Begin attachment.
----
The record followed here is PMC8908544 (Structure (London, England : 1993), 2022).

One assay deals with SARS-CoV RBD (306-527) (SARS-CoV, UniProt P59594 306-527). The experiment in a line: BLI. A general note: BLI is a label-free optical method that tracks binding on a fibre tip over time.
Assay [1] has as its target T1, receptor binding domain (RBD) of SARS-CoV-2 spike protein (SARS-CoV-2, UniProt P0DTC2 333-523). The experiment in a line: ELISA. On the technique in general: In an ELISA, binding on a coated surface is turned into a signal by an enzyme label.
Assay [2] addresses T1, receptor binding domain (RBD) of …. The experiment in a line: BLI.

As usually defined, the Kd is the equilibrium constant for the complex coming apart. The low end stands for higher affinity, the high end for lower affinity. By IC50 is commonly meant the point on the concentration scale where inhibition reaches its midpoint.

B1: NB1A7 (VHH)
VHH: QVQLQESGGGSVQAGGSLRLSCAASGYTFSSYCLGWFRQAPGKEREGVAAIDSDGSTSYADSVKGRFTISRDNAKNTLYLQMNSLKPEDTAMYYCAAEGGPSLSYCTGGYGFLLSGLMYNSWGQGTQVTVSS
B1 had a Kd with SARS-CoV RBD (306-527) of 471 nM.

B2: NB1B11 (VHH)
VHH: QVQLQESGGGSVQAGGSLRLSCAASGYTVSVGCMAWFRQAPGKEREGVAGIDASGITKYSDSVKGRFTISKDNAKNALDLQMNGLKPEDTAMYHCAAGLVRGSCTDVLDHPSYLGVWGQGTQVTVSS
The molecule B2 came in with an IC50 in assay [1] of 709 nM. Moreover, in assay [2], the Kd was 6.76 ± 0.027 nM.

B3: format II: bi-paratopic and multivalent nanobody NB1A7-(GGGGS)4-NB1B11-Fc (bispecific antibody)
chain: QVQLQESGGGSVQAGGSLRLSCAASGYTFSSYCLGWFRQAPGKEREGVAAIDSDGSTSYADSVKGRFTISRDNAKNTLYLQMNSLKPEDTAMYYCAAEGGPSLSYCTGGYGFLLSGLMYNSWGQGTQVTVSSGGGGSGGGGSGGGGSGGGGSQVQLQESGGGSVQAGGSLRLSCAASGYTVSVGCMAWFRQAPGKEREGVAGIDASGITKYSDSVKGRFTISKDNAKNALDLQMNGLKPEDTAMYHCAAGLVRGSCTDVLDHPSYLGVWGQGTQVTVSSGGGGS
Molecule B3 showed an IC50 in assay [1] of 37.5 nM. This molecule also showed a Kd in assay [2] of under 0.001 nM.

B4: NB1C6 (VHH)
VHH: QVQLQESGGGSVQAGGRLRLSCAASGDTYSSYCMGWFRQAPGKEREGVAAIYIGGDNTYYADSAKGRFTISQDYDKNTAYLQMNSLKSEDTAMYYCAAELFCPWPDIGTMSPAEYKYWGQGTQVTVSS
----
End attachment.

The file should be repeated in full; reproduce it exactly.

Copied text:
The record followed here is PMC8908544 (Structure (London, England : 1993), 2022).

One assay deals with SARS-CoV RBD (306-527) (SARS-CoV, UniProt P59594 306-527). The experiment in a line: BLI. A general note: BLI is a label-free optical method that tracks binding on a fibre tip over time.
Assay [1] has as its target T1, receptor binding domain (RBD) of SARS-CoV-2 spike protein (SARS-CoV-2, UniProt P0DTC2 333-523). The experiment in a line: ELISA. On the technique in general: In an ELISA, binding on a coated surface is turned into a signal by an enzyme label.
Assay [2] addresses T1, receptor binding domain (RBD) of …. The experiment in a line: BLI.

As usually defined, the Kd is the equilibrium constant for the complex coming apart. The low end stands for higher affinity, the high end for lower affinity. By IC50 is commonly meant the point on the concentration scale where inhibition reaches its midpoint.

B1: NB1A7 (VHH)
VHH: QVQLQESGGGSVQAGGSLRLSCAASGYTFSSYCLGWFRQAPGKEREGVAAIDSDGSTSYADSVKGRFTISRDNAKNTLYLQMNSLKPEDTAMYYCAAEGGPSLSYCTGGYGFLLSGLMYNSWGQGTQVTVSS
B1 had a Kd with SARS-CoV RBD (306-527) of 471 nM.

B2: NB1B11 (VHH)
VHH: QVQLQESGGGSVQAGGSLRLSCAASGYTVSVGCMAWFRQAPGKEREGVAGIDASGITKYSDSVKGRFTISKDNAKNALDLQMNGLKPEDTAMYHCAAGLVRGSCTDVLDHPSYLGVWGQGTQVTVSS
The molecule B2 came in with an IC50 in assay [1] of 709 nM. Moreover, in assay [2], the Kd was 6.76 ± 0.027 nM.

B3: format II: bi-paratopic and multivalent nanobody NB1A7-(GGGGS)4-NB1B11-Fc (bispecific antibody)
chain: QVQLQESGGGSVQAGGSLRLSCAASGYTFSSYCLGWFRQAPGKEREGVAAIDSDGSTSYADSVKGRFTISRDNAKNTLYLQMNSLKPEDTAMYYCAAEGGPSLSYCTGGYGFLLSGLMYNSWGQGTQVTVSSGGGGSGGGGSGGGGSGGGGSQVQLQESGGGSVQAGGSLRLSCAASGYTVSVGCMAWFRQAPGKEREGVAGIDASGITKYSDSVKGRFTISKDNAKNALDLQMNGLKPEDTAMYHCAAGLVRGSCTDVLDHPSYLGVWGQGTQVTVSSGGGGS
Molecule B3 showed an IC50 in assay [1] of 37.5 nM. This molecule also showed a Kd in assay [2] of under 0.001 nM.

B4: NB1C6 (VHH)
VHH: QVQLQESGGGSVQAGGRLRLSCAASGDTYSSYCMGWFRQAPGKEREGVAAIYIGGDNTYYADSAKGRFTISQDYDKNTAYLQMNSLKSEDTAMYYCAAELFCPWPDIGTMSPAEYKYWGQGTQVTVSS